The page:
DETROIT — Ford Motor Co. has come to the rescue of the world's first rotational molded plastic car.
The Dearborn, Mich., carmaker has purchased a 51 percent interest in Pivco Industries AS, a financially struggling auto company in Oslo, Norway. For eight years, Pivco has been developing an electric car shrouded by a six-piece, polyethylene body.
Ford, which made the announcement Jan. 6 at the North American International Auto Show in Detroit, plans to help the company produce the small-volume, niche vehicle — called the Th!nk city car — later this year in four Scandinavian countries.
The car could be sold in North America as early as the year 2000, Ford officials said.
The deal struck with Ford was a whirlwind romance for Pivco. Although Ford was aware of Pivco's plans, the two sides did not talk seriously until late November, said Pivco President Per Lilleng.
The agreement, terms of which were not disclosed, was finalized in late December.
``For us, it is fantastic,'' said Lilleng from his Oslo office. ``We worked very hard to find a global partner that had not only capital but knowledge of marketing and distribution.
``This will help make the car a global product, not just a Nordic vehicle.''
Pivco began work on the two-passenger car in 1991, borrowing rotomolding technology from the marine industry and its composite boat hulls. Until 1997, the company was purely a venture-capital firm funded by the Norwegian government and private sources.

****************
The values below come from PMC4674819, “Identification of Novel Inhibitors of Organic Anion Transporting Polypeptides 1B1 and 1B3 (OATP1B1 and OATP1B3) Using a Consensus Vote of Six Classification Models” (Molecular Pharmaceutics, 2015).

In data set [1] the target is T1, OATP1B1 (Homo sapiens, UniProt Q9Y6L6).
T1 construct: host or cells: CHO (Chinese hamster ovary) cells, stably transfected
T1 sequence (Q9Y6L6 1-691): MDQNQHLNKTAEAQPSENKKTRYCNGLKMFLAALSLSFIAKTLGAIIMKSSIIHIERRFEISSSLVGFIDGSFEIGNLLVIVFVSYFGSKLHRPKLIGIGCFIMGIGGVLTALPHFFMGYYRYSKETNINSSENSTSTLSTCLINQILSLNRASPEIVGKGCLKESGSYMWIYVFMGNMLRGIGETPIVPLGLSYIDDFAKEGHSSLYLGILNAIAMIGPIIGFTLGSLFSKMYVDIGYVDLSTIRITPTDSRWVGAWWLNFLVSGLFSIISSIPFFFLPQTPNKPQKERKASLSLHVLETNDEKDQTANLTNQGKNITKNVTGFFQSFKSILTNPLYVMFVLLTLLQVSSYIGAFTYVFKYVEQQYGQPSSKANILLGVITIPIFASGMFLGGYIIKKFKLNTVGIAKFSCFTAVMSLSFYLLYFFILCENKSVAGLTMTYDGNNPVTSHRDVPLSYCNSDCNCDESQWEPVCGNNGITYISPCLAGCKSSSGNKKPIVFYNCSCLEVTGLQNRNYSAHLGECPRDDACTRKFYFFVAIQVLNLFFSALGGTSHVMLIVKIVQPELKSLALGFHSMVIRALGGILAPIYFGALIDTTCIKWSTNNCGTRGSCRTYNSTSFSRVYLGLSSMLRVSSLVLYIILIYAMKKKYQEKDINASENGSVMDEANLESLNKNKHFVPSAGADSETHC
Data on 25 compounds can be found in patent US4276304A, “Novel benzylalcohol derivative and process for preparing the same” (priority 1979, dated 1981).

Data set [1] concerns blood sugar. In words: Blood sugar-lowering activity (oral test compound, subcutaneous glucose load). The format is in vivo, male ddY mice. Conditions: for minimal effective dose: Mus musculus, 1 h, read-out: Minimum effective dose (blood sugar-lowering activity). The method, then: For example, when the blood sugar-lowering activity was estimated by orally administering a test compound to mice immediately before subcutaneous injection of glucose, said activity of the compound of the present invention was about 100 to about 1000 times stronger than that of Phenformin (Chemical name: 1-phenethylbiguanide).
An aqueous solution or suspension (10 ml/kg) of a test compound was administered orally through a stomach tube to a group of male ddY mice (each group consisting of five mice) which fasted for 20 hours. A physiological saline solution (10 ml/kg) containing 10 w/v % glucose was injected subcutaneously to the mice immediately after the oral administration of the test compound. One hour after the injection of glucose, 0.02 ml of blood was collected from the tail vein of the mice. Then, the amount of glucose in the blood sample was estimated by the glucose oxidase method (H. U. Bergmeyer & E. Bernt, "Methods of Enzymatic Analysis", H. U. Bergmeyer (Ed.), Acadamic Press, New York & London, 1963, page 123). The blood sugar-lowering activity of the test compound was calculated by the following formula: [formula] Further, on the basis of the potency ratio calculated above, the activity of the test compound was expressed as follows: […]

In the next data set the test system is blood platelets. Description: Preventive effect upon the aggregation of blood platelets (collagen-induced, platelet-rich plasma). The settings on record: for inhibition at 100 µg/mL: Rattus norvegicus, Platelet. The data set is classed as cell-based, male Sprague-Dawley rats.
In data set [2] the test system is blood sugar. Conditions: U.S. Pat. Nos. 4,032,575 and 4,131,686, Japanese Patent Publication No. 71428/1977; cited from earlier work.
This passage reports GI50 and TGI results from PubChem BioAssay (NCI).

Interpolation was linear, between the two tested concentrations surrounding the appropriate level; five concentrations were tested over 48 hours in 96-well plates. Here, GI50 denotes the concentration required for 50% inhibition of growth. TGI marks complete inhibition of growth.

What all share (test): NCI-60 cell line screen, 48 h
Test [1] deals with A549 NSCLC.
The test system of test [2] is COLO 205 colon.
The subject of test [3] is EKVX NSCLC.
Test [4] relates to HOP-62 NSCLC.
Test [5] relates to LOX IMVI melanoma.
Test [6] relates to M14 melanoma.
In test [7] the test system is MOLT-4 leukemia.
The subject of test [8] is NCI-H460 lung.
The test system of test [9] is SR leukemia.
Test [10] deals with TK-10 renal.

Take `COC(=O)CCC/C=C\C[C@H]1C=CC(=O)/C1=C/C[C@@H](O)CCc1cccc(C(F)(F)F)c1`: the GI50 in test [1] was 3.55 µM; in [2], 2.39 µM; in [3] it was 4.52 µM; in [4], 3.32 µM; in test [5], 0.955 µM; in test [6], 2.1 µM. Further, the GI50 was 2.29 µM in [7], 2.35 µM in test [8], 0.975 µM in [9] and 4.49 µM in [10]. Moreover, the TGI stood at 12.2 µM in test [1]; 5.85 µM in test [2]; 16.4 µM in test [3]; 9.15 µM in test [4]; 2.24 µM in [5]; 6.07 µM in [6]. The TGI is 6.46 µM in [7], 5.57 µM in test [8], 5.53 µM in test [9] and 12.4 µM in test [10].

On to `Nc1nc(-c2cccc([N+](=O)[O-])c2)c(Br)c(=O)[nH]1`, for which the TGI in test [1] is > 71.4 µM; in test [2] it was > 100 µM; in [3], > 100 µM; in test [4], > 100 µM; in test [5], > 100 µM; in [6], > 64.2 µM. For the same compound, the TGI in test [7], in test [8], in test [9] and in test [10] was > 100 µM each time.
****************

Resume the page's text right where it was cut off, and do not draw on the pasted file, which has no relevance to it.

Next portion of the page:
But the company reached a turning point two years ago, Lilleng said. Testing had gone smoothly, and Pivco gained approval from the European Community to make a commercial vehicle.
But the 45-employee company was too small and underfunded to go it alone, Lilleng said. While prominent auto-design firm Lotus Engineering of Norfolk, England, began designing the Th!nk, Pivco began shopping for partners.
The Norwegian stock market took a dip and funding ran low last year, he said. Meanwhile, a forerunner of the car, called the City Bee, had a successful trial as a commuter vehicle with the Bay Area Rapid Transit District in San Francisco. That experiment ended in December.
``We could believe in it and dream about it,'' Lilleng said. ``But we needed a partner to turn the dream into real business.''
Ford officials first saw the Th!nk at the European Electric Vehicle Show in October in Brussels, Belgium. But Pivco, which also exhibited the car at the K Show in Dusseldorf, Germany, in late October, began to founder.
Pivco declared bankruptcy Oct. 30. Management, employees and a Norwegian plastics processor bought back the company 14 days later. At the time, Lilleng said Pivco was looking for outside investors for production to proceed.
Pivco may build the Th!nk car at its plant in Aurskog, Norway, said Marty Friedman, Ford manager of product and business strategy. The 88,000-square-foot plant has the capacity to produce as many as 5,000 vehicles a year.
``We want them to continue with development,'' said Friedman, who helped negotiate the deal. ``We'll be looking for the right markets to distribute the car.''
Originally, Pivco had planned to produce the first cars in Scandinavia this spring. That timetable might be put off as long as six months, Lilleng said. The car probably will be sold first in Finland, Denmark, Sweden and Norway, he added.
The most likely market for the vehicle is in Europe, Friedman said. Gas prices are high there, and the cost of hydroelectric power is low, he said.
The car still must meet federal head-impact standards to be sold in the United States, he said.